Mercedes created deeper engagement by asking viewers to vote for the next stage of a TV ad storyline on Twitter. The brand saw a greater lift in brand metrics compared with a similar Mercedes ad that had no voting interaction – up to 44% higher (ITV and Essential Research 2012). Strategically placing the ad during X-Factor - in which people vote for contestants - drew upon people’s already existing frame of mind for participation in a social event.
An argument to come from some brands is that Twitter users don’t currently form part of their target market, and so they don’t use it. For example, average ages of premium car brand owners such as Audi and BMW are well over 40 years old, whereas Twitter users are on average much younger.
However, TV ads for considered brands such as cars are likely to be the first touch points for many Twitter users. With Twitter integrated into them, there is the chance that some people will start a longstanding relationship with a brand that will result in a purchase. Twitter integration into TV ads for such brands may also result in new aspirational fans who will become brand advocates. In such cases, it is important that brands use Twitter as one element in an ecology of touch points through which they continue to uncover the brand story.
For less considered brand categories such as food and household products, opportunities are most often around driving purchase. A soap powder brand’s sponsorship of The Only Way is Essex saw a higher purchase intent among people who tweeted about the show and who were exposed to the brand’s sponsored tweets, than people who were not exposed (ITV and Essential Research 2012).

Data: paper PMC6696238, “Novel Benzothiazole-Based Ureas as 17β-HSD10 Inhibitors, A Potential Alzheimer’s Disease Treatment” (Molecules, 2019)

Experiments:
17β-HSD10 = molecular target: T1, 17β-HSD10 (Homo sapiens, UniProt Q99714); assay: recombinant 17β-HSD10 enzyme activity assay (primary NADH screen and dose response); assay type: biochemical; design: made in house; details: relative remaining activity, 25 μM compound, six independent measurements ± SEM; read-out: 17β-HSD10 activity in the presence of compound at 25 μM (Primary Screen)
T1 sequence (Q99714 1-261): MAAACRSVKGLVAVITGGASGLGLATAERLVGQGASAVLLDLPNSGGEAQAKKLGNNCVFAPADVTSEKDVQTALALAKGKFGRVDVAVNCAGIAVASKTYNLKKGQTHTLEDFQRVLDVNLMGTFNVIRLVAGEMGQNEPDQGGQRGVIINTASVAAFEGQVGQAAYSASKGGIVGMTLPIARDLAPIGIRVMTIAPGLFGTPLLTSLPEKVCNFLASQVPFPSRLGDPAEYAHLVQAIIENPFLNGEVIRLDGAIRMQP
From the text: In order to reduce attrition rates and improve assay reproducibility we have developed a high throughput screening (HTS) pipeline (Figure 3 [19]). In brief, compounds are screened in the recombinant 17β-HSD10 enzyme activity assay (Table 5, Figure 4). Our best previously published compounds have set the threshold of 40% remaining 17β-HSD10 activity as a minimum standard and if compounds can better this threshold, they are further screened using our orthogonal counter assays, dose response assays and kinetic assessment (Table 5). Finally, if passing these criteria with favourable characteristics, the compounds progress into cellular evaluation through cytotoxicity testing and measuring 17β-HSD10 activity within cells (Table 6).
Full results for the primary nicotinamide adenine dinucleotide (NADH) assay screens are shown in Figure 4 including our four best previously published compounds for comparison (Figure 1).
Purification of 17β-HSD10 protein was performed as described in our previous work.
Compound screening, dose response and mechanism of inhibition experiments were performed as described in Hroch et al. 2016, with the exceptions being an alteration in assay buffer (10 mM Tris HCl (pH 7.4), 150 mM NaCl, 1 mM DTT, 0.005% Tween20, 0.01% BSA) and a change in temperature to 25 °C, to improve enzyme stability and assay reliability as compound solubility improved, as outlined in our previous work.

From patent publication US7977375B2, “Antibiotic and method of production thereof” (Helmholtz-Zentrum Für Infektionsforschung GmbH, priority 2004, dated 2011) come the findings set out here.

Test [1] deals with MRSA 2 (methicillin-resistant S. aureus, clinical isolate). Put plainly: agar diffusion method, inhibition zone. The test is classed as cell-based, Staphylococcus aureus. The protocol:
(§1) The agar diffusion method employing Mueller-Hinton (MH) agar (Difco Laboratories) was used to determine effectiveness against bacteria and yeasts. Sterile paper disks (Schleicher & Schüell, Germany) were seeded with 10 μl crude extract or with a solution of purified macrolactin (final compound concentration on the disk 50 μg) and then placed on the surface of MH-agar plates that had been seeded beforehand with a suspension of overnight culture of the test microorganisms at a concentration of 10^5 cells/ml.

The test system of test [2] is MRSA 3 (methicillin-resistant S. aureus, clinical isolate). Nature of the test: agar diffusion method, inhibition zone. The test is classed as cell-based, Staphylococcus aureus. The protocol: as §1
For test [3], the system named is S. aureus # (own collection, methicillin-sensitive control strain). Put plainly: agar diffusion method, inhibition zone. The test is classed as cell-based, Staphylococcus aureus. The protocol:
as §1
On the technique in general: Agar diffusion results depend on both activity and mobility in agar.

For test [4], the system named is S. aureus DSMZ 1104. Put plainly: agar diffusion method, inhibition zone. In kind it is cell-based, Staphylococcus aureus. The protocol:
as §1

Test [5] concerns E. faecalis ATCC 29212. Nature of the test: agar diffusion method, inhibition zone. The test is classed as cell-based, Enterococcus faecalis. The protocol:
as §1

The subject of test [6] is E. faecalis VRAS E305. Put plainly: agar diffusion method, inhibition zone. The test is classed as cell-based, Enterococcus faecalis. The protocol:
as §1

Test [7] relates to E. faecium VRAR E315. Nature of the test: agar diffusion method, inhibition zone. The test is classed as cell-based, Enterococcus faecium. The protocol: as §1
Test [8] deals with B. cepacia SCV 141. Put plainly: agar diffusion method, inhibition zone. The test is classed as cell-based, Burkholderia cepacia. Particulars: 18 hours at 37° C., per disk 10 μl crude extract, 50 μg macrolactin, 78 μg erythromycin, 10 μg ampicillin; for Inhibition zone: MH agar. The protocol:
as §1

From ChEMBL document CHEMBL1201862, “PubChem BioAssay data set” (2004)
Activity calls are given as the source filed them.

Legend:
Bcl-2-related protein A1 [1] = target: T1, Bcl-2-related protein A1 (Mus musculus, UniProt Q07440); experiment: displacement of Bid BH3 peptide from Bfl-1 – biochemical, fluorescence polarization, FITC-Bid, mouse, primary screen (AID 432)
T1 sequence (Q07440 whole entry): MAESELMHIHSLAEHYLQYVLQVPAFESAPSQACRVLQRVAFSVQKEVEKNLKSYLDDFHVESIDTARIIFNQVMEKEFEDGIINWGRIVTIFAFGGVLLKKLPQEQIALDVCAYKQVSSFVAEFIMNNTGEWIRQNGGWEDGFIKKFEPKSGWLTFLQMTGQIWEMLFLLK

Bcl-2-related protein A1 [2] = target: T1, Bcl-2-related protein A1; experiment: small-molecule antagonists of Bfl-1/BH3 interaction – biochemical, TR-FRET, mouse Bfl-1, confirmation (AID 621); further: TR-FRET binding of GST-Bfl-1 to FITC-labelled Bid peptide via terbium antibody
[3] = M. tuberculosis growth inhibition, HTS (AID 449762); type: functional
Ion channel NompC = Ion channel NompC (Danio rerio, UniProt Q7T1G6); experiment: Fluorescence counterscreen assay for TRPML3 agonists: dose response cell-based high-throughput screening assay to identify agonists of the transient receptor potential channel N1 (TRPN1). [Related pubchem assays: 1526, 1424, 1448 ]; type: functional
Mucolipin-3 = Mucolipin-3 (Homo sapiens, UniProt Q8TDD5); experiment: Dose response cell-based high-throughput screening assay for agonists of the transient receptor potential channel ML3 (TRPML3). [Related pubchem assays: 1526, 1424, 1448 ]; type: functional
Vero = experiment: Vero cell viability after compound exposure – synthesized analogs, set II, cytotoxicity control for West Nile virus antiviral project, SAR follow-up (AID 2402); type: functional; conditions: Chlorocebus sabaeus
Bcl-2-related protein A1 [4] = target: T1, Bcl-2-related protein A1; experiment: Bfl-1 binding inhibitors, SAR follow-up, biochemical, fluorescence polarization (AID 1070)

Brands have also used TV ads to drive competitions on Twitter. During late March and into April, Argos ran a TV ad that was primarily about click and collect, but also incorporated a competition. People who used the hashtag #WinDadsCamera had a chance of winning a new camera.
Competitions such as these can be good at raising brand awareness. But although they may achieve headlines among marketers, they often do little to engage people in deeper interactions with the brand or to stimulate people to converse about it. In fact, our own social media research shows that running straightforward competitions like this is one of the lowest value actions a brand can do. A more engaging competition might have been for Argos to ask people to upload a badly taken photo to show why they need a new camera.
In summary, these are six recommendations about using Twitter on the back of TV ads:
- Use Twitter as a tool for gauging the currency of ad content to viewers
- Have a strongly developed strategy for integrating Twitter into TV ads. What do you want to achieve?
- Understand the characteristics and needs of your intended audience, and their motives for second screening
- Calls to action in ads should prompt conversations, interactions, or actions that require more involvement than mere re-tweeting
- Considered brands should see Twitter as an opportunity to engage people as part of a much longer purchase funnel than for less considered brands, and use Twitter help create aspirational brand advocates even among non-brand purchasers
- Use Twitter as one component among different media to tell connected brand stories
We originally wrote this article for Media Tel's Connected Consumer